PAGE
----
Freddie Mac released its second weekly update of the new year on national mortgage rates this morning, noting that fixed mortgage rates moved higher following December's employment report.
Thirty-year fixed-rate mortgages (FRM) currently average 3.40%, up six basis points from last week's 3.34%, and even with rates seen at the beginning of November. Fifteen-year FRMs cost 2.66%, up two basis points from last week, and a return to mid-December levels.
Among adjustable-rate mortgages, one-year ARMs are up three basis points at 2.60%, while 5/1 ARMs are breaking the curve this week -- getting cheaper, and dropping four basis points to 2.67%,.
Of the four, 15-year FRMs remain the best bargain, having fallen 16% since this time last year. In Freddie's Jan. 12, 2012, update, that particular flavor of mortgage cost 3.16%, or about 19% more than it costs today.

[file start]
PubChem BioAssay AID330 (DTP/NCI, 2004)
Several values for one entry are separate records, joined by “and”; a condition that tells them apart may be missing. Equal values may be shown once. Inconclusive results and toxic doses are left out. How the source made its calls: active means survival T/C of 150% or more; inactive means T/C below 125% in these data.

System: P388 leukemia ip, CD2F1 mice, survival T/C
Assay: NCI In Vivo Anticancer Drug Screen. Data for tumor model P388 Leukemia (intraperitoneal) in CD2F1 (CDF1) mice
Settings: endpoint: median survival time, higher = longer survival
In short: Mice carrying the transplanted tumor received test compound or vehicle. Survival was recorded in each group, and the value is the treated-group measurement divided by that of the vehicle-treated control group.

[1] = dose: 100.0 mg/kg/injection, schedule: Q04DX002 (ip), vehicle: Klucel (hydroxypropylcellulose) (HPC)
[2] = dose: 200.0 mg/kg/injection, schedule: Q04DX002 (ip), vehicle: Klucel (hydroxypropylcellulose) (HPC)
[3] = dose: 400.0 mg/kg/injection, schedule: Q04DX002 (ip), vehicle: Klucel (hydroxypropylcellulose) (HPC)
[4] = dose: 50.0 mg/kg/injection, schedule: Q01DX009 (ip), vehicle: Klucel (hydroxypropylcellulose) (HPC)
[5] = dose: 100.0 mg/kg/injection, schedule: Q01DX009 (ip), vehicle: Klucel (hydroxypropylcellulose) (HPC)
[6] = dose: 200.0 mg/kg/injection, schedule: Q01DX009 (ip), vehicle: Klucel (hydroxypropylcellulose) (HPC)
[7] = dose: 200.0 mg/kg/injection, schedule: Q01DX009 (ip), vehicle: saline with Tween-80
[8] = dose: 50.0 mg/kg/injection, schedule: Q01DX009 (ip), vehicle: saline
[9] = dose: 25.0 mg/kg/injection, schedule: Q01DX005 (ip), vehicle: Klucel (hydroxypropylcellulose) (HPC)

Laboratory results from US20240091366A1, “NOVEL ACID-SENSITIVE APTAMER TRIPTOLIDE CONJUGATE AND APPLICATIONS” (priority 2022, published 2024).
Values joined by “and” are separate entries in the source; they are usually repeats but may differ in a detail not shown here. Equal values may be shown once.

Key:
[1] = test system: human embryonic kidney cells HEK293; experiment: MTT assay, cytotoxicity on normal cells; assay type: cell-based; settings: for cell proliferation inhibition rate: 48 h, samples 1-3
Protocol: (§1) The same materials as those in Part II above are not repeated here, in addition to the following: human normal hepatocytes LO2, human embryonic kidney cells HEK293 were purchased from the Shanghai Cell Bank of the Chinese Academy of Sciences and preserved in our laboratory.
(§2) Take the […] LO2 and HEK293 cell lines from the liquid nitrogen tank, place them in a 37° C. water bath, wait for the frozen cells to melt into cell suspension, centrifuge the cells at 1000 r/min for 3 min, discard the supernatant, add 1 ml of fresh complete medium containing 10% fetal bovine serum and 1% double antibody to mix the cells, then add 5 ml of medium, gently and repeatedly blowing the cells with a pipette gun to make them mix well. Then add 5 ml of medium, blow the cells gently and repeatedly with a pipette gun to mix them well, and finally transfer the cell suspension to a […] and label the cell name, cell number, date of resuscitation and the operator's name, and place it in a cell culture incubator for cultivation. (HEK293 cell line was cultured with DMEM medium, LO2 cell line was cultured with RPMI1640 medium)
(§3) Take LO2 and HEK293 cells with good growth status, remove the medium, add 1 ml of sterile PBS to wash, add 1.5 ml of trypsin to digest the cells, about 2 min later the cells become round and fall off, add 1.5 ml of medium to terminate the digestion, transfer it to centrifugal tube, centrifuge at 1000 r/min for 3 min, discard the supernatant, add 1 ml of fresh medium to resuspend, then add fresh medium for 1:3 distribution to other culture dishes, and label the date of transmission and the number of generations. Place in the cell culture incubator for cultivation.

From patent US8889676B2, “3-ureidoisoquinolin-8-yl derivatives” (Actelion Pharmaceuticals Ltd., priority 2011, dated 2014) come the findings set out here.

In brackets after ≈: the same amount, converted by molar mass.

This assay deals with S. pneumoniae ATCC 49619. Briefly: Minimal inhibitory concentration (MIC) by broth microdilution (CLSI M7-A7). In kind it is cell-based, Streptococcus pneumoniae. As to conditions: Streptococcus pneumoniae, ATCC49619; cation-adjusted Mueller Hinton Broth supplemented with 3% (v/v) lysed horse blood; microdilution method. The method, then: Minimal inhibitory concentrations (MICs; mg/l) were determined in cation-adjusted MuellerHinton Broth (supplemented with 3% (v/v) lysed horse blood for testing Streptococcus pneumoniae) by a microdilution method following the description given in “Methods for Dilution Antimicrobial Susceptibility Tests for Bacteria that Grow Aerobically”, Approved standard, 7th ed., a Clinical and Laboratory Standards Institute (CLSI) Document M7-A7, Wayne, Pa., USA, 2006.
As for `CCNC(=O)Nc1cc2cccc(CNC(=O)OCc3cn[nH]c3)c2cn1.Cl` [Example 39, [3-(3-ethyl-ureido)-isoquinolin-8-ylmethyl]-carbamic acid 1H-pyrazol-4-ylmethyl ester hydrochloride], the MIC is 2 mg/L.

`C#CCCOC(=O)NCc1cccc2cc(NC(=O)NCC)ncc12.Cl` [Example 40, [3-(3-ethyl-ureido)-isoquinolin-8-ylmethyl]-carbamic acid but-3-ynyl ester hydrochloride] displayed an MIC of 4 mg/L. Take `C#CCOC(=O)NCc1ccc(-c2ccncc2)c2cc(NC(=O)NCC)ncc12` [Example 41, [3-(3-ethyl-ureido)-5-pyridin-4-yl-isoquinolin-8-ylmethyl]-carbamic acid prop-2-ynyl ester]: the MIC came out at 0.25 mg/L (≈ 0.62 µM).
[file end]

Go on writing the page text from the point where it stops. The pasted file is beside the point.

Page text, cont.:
Freddie Mac noted that the economy added 155,000 jobs, above the consensus market forecast, in December and that the unemployment rate stayed steady at 7.8%, the lowest since December 2008.
The article Freddie Mac: Employment Gains Push Mortgage Rates Up originally appeared on Fool.com.
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